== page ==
Compucentric Stage

All TESCAN microscopes are fitted with a 5-axis Compucentric stage. A Compucentric stage is designed to preserve the region of interest (ROI) focused and in the field of view after rotating and tilting the sample.
This implies that after every rotation or tilting, the stage control system automatically adjusts the Y/Z coordinates in order to compensate for any shift or loss of focus of the ROI occurred in the process. Thus, the user does not need to worry or make extra efforts in manipulating the specimen since the ROI is always preserved and focused after every stage operation. In addition, the Compucentric stage does not introduce any limitation on samples thus making the microscopes really versatile. 

Key features

  • 5-axis fully motorised: X,Y, Z, Rotation, Tilting
  • Eucentric tilt and rotation (ROI is preserved in the field of view and focused)
  • Possible to use different sample holders without sacrificing tilt-Eucentricity
  • No limitations on specimen size and height
  • Fast and easy to operate (advantage when used by novice users)
  • Robust stage with maximum sample weight bearing up to 8 Kg (depending on chamber size configuration)

Tilting and Rotating Samples

In general, the ROI is shifted or defocused, or both after a tilting or rotating the sample. This happens every time when the sample is tilted or rotated about an axis that does not coincide with the ROI (i.e. no tilt-eucentric). This in practice is really inconvenient since the user needs to refocus and shift back the sample in order to recover the view of the ROI.

​Compucentric Stage

A 5-axis Compucentric fully motorised sample stage as mentioned before keeps the ROI in the field of view and well-focused after both tilting and rotations. As opposed to an Eucentric stage, a Compucentric stage is much more versatile and easy to use due to the computerised movements which in addition, provides extra features that are either not available in Eucentric stages or require additional efforts from the user to achieve the same operation.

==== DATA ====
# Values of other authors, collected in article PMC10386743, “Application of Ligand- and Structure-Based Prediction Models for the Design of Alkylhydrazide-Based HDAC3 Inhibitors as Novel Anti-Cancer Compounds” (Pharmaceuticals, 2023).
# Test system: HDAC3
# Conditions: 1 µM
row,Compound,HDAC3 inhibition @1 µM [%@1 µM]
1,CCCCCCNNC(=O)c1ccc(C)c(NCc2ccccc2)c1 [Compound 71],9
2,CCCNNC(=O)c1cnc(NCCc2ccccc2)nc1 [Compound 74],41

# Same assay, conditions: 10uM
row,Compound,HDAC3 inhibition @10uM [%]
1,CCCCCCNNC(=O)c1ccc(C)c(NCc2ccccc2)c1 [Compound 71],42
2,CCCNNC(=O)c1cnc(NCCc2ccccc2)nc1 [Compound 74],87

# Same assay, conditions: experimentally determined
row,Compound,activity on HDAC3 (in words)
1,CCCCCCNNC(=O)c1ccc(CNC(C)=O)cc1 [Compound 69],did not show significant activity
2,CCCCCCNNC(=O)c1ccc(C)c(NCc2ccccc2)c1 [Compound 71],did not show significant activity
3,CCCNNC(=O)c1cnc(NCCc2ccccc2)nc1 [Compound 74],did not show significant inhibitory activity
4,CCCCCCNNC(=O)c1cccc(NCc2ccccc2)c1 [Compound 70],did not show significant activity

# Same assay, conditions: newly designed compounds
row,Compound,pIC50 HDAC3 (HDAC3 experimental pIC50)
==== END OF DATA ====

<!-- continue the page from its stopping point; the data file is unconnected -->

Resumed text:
Compucentric Stage
Compucentric sample stage in MIRA3

Compucentric stage

  • On the Compucentric stage the tilting axis is not on the plane of the sample surface and, as a consequence, the ROI is shifted. The stage control system automatically computes the Z and Y shifts and quickly repositions the stage thus the ROI is brought back to the view of field.
  • The Compucentric stage contains basically two technologies: Eucentric tilt and computer extended range of Eucentric tilt and computer-controlled Eucentric rotation.
  • A Compucentric stage does not introduce any restriction on sample height. Thus, samples with arbitrary topography can be analysed or routine analysis of samples with different heights can be performed without any limitations.
  • A Compucentric stage makes your microscope truly versatile.
  • Fast and easy to use, a feature which is especially useful for unexperienced users and saving time in analysis.
  • The TESCAN Compucentric stages are configured with different range movements depending on the chamber size. Besides, the stages are robust and can bear samples up to 8 kg depending on the microscope chamber configuration.
  • Different sample holders can be used without scarifying tilt-Eucentricity.
  • Good repeatability especially after long displacements. 

Eucentric stage

  • On an Eucentric stage, the sample is first brought to the eucentric point (where the tilt axis and the electron beam axis intersect – the sample is focused at this point) and then tilted; in this way, the ROI is preserved and kept focused (with limitations, see below).
  • However, from this, we can immediately see that when using an Eucentric stage one can run into problems when dealing with tall samples or certain topographic samples in which one of the features height is such that the eucentric point cannot be reached.
  • Thus, the Eucentric stage restricts the type of samples that can be analysed in the microscope and sets a limitation on sample height.
  • The user needs to set up the position of the sample (Z’) very precisely – which is time-consuming and not an easy task – otherwise it is not possible to have Eucentricity of the stage.  
  • For the same reason, there is a limitation on the type of sample holders that can be used.
  • Mechanical accuracy of Eucentric stages must be preserved to assure good functioning – which is again, not an easy task. 

Whether the microscope is aimed at routine analysis of samples with the same features (which might be the case of industrial applications) or diverse analyses of different type of samples (that also differ in height and size) in a multi-user lab or multidisciplinary institution, the Compucentric stage is the essential component in your microscope that will guarantee meeting your particular analytical needs.